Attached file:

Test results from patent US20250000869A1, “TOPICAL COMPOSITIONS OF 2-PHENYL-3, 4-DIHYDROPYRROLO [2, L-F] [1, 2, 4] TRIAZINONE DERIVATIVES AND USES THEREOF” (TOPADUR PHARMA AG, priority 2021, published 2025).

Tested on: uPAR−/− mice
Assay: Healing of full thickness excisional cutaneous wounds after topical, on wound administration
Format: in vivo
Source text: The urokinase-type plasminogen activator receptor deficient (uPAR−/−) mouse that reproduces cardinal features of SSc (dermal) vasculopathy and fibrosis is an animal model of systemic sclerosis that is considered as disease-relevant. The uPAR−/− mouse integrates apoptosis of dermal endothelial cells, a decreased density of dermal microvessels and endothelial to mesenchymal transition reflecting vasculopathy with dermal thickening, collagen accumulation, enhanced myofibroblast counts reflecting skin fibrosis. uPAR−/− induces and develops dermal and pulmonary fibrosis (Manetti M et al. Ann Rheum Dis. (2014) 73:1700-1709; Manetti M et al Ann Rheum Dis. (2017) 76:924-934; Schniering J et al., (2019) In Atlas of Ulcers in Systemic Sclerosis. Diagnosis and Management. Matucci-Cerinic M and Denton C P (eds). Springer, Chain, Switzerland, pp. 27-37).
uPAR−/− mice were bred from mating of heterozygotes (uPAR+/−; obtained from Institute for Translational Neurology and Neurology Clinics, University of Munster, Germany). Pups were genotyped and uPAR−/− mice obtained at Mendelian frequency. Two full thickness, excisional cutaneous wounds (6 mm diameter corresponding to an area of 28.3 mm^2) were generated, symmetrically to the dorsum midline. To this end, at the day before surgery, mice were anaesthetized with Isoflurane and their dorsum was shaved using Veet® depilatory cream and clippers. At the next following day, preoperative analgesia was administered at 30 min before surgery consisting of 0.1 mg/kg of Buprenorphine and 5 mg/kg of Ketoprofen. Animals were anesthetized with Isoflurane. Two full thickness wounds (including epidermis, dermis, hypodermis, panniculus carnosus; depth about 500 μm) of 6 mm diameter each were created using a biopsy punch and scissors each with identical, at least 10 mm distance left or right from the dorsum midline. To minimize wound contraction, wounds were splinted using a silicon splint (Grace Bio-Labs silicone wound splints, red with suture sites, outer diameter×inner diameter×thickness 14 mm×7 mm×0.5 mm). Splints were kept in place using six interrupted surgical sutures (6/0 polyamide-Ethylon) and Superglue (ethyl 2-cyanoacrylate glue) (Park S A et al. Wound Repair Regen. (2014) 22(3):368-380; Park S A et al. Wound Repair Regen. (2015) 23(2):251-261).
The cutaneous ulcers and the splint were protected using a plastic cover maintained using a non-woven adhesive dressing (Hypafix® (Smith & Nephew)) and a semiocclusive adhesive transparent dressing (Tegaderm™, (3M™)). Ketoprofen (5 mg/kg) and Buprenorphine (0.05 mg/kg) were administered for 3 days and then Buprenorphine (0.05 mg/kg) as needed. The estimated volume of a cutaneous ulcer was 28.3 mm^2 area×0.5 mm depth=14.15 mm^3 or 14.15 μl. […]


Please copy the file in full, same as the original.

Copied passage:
Test results from patent US20250000869A1, “TOPICAL COMPOSITIONS OF 2-PHENYL-3, 4-DIHYDROPYRROLO [2, L-F] [1, 2, 4] TRIAZINONE DERIVATIVES AND USES THEREOF” (TOPADUR PHARMA AG, priority 2021, published 2025).

Tested on: uPAR−/− mice
Assay: Healing of full thickness excisional cutaneous wounds after topical, on wound administration
Format: in vivo
Source text: The urokinase-type plasminogen activator receptor deficient (uPAR−/−) mouse that reproduces cardinal features of SSc (dermal) vasculopathy and fibrosis is an animal model of systemic sclerosis that is considered as disease-relevant. The uPAR−/− mouse integrates apoptosis of dermal endothelial cells, a decreased density of dermal microvessels and endothelial to mesenchymal transition reflecting vasculopathy with dermal thickening, collagen accumulation, enhanced myofibroblast counts reflecting skin fibrosis. uPAR−/− induces and develops dermal and pulmonary fibrosis (Manetti M et al. Ann Rheum Dis. (2014) 73:1700-1709; Manetti M et al Ann Rheum Dis. (2017) 76:924-934; Schniering J et al., (2019) In Atlas of Ulcers in Systemic Sclerosis. Diagnosis and Management. Matucci-Cerinic M and Denton C P (eds). Springer, Chain, Switzerland, pp. 27-37).
uPAR−/− mice were bred from mating of heterozygotes (uPAR+/−; obtained from Institute for Translational Neurology and Neurology Clinics, University of Munster, Germany). Pups were genotyped and uPAR−/− mice obtained at Mendelian frequency. Two full thickness, excisional cutaneous wounds (6 mm diameter corresponding to an area of 28.3 mm^2) were generated, symmetrically to the dorsum midline. To this end, at the day before surgery, mice were anaesthetized with Isoflurane and their dorsum was shaved using Veet® depilatory cream and clippers. At the next following day, preoperative analgesia was administered at 30 min before surgery consisting of 0.1 mg/kg of Buprenorphine and 5 mg/kg of Ketoprofen. Animals were anesthetized with Isoflurane. Two full thickness wounds (including epidermis, dermis, hypodermis, panniculus carnosus; depth about 500 μm) of 6 mm diameter each were created using a biopsy punch and scissors each with identical, at least 10 mm distance left or right from the dorsum midline. To minimize wound contraction, wounds were splinted using a silicon splint (Grace Bio-Labs silicone wound splints, red with suture sites, outer diameter×inner diameter×thickness 14 mm×7 mm×0.5 mm). Splints were kept in place using six interrupted surgical sutures (6/0 polyamide-Ethylon) and Superglue (ethyl 2-cyanoacrylate glue) (Park S A et al. Wound Repair Regen. (2014) 22(3):368-380; Park S A et al. Wound Repair Regen. (2015) 23(2):251-261).
The cutaneous ulcers and the splint were protected using a plastic cover maintained using a non-woven adhesive dressing (Hypafix® (Smith & Nephew)) and a semiocclusive adhesive transparent dressing (Tegaderm™, (3M™)). Ketoprofen (5 mg/kg) and Buprenorphine (0.05 mg/kg) were administered for 3 days and then Buprenorphine (0.05 mg/kg) as needed. The estimated volume of a cutaneous ulcer was 28.3 mm^2 area×0.5 mm depth=14.15 mm^3 or 14.15 μl. […]